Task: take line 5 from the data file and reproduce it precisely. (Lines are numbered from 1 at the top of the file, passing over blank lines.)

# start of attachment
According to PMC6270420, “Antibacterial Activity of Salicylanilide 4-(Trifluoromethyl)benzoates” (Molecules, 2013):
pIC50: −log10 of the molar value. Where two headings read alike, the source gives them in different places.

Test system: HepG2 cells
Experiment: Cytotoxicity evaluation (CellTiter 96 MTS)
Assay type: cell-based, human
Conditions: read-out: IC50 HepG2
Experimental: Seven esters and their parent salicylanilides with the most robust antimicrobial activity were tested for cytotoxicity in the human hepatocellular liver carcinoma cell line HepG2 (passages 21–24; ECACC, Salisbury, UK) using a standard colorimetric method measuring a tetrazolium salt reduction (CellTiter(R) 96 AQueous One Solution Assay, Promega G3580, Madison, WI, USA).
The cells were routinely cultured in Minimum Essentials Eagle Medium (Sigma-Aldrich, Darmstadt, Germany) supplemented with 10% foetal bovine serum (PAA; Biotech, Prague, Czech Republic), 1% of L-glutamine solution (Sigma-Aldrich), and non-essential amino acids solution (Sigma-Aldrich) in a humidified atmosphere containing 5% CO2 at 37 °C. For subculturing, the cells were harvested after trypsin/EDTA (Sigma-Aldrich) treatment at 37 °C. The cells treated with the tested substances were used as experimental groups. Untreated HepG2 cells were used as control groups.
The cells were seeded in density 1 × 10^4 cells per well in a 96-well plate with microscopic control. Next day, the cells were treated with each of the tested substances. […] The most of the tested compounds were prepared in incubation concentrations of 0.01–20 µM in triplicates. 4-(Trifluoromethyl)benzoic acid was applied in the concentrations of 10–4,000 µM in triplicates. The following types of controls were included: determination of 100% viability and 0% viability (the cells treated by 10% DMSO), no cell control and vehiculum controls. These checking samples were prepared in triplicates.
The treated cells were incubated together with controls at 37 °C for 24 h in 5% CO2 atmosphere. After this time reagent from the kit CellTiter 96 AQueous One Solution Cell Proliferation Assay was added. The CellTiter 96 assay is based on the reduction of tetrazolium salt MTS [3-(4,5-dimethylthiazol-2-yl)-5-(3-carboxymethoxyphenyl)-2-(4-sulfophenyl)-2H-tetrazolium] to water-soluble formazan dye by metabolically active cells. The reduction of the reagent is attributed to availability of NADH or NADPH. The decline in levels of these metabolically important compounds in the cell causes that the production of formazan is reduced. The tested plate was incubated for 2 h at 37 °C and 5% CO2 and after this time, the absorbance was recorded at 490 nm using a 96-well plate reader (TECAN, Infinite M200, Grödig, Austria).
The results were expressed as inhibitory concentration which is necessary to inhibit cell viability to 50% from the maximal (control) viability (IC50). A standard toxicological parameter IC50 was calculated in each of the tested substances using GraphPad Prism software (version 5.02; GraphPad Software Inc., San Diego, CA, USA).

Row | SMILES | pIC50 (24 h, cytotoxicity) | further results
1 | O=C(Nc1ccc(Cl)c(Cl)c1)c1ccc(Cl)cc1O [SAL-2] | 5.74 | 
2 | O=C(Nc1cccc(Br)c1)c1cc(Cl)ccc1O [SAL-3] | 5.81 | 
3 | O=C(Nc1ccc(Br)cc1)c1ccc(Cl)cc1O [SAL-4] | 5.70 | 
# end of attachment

Assay type: cell-based, human